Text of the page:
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Owen, and which were by him referred to crustaceans probably resembling Limulus, were shown by the writer,

in 1862,* to correspond precisely with those of the American Limulus (Polyphemus Occidentalis) (Fig. 5). I proved by experiment with the modern animal that the recurring series of groups of markings were produced by the toes

of the large posterior thoFig. 5.-Trail of a modern kingcrab, to illustrate imitations of

racic feet, the irregular plants sometimes named Bilo

scratches seen in Protichbites.

nites lineatus by the ordinary feet, and the central furrow by the tail. It was also shown that when the Limulus uses its swimming-feet it produces impressions of the character of those named


FIG. 6.-Trail of Carboniferous crustacean (Rusichnites Acadicus), Nova

Scotia, to illustrate supposed Algæ.

*“ Canadian Naturalist,” vol. vii.


Climactichnites, from the same beds which afford Protichnites. The principal difference between Protichnites and their modern representatives is that the latter have two lateral furrows produced by the sides of the carapace, which wanting in the former.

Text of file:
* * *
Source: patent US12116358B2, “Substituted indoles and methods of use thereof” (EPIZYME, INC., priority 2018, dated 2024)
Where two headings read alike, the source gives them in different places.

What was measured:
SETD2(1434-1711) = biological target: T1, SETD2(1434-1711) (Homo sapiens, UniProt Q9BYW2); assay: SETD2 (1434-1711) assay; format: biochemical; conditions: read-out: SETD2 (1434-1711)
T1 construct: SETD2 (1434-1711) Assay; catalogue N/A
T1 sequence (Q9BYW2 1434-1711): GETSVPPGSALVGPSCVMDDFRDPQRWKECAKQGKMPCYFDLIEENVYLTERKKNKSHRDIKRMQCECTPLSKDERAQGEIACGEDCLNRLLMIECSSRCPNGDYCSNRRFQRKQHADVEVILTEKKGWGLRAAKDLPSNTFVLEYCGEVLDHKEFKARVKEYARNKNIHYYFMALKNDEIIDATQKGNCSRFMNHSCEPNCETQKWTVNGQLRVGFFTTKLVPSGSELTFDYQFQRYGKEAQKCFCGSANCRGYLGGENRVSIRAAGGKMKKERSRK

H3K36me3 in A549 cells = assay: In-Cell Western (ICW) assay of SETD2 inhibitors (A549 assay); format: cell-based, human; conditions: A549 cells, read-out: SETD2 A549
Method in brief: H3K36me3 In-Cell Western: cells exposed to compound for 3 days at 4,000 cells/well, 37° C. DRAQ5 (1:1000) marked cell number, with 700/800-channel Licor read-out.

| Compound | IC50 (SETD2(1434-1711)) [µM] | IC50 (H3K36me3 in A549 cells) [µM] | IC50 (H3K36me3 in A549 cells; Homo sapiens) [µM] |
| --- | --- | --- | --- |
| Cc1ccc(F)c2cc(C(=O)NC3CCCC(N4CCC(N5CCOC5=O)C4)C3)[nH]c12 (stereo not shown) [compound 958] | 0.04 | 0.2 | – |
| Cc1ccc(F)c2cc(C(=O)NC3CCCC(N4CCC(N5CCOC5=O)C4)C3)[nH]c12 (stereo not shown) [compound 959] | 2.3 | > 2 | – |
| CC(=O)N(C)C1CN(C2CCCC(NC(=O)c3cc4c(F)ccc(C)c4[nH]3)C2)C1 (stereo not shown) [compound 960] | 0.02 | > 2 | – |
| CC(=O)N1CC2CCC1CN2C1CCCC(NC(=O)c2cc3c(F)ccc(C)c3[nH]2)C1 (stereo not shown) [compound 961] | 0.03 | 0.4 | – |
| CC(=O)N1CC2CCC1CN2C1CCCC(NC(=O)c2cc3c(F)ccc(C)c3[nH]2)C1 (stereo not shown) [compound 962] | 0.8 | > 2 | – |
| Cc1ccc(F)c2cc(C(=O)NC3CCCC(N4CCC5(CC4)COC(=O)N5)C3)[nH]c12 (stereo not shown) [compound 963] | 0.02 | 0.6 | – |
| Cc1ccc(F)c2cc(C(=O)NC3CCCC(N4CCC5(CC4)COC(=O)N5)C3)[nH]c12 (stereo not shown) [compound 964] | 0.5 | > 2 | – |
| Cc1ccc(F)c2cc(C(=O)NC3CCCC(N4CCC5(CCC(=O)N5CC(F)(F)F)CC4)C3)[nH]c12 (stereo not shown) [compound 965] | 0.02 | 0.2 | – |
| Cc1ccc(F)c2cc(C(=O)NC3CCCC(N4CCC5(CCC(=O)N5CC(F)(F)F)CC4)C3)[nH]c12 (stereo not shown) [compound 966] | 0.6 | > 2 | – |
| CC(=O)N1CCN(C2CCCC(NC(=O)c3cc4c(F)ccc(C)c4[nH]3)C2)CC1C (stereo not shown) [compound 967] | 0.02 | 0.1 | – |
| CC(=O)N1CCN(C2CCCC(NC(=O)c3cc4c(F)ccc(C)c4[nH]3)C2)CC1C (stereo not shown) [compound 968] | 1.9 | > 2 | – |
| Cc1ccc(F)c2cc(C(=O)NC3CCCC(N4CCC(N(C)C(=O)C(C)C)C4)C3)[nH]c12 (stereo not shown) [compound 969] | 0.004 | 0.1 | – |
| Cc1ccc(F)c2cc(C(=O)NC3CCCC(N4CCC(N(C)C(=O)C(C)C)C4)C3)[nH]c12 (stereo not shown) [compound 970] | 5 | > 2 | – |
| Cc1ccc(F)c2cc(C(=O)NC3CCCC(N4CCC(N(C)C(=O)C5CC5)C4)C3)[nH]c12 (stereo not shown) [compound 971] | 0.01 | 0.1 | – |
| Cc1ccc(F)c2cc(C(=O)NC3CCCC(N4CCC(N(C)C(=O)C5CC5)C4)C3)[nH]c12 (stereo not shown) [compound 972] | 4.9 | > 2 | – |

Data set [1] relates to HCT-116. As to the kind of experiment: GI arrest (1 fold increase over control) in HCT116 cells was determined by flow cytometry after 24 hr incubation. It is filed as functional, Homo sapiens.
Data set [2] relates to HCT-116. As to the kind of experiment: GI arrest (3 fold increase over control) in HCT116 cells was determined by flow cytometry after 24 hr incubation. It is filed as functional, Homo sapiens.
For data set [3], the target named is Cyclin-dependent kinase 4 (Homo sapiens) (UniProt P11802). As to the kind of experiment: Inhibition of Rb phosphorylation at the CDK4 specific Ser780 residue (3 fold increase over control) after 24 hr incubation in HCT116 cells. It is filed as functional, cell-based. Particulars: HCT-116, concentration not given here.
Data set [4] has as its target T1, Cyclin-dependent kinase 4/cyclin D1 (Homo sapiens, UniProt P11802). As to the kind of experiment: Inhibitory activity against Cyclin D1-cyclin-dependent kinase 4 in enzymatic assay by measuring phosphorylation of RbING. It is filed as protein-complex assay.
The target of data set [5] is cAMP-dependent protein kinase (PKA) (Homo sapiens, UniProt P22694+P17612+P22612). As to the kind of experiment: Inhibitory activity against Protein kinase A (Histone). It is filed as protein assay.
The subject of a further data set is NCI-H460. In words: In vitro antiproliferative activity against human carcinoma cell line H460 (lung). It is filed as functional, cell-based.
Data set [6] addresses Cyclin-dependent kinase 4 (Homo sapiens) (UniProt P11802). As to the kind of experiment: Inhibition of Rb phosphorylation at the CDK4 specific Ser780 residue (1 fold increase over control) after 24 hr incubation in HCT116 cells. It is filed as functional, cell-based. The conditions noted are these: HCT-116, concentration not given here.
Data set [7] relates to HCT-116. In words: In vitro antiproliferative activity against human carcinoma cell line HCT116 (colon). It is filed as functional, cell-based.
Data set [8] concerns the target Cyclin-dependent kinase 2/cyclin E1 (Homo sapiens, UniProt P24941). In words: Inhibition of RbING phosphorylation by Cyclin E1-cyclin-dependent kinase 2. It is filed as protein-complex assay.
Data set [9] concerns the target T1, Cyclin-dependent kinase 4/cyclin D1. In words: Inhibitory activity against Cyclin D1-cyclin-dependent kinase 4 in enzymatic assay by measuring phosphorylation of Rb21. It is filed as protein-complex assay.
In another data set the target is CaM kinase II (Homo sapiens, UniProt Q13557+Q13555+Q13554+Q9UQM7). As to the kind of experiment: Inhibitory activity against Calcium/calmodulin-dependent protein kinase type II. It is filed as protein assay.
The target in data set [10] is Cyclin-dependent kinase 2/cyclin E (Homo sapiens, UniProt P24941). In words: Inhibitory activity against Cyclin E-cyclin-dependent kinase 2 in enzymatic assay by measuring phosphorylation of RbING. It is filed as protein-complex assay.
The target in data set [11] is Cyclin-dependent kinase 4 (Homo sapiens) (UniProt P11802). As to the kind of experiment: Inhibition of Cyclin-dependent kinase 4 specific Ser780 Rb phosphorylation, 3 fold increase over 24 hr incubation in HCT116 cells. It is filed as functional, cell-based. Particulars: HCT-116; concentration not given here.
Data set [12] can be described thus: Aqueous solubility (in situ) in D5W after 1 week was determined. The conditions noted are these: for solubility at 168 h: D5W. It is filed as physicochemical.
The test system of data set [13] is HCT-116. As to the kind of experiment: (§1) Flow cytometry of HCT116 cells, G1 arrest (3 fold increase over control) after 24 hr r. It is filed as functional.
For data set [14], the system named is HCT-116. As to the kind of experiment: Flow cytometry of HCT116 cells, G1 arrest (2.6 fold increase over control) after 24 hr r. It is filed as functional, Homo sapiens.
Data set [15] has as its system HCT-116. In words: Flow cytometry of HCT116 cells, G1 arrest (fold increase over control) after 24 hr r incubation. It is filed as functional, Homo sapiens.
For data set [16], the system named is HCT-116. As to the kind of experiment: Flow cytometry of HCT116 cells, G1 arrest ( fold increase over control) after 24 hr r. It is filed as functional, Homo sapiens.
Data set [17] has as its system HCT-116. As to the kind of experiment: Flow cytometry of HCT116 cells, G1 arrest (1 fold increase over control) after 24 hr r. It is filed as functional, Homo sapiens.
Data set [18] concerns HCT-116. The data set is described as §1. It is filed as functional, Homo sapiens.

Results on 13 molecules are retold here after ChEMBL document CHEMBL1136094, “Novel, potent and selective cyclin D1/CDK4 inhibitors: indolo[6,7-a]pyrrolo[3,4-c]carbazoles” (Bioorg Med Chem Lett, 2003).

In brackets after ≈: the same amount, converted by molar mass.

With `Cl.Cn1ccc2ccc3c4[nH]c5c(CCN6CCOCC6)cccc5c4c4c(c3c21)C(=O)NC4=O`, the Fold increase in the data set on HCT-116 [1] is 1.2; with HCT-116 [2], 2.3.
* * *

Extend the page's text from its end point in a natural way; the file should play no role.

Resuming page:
I subsequently applied the same explanation to several other ancient forms now known under the general name Bilobites (Figs. 6 and 7). *

The tuberculated impressions known as Phymatoderma and Caulerpites may, as Zeil

Fig. 7.— Rusophycus (Rusichnites) Grenvillenler has shown, be sis, an animal burrow of the Siluro-Cam

brian, probably of a crustacean. a, Track made by the bur- connected with it. rowing of the molecricket, and fine examples occurring in the Clinton formation of Canada are probably the work of Crustacea. It is probable, however, that some of the later forms referred to these genera are really Algæ related to Caulerpa, or even branches of Conifers of the genus Brachyphyllum.

Nereites and Planulites are tracks and burrows of worms, with or without marks of setæ, and some of the


* The name Bilobites was originally proposed by De Kay for a bivalve shell (Conocardium). Its application to supposed Algæ was an error, but this is of the less consequence, as these are not true plants but only animal trails.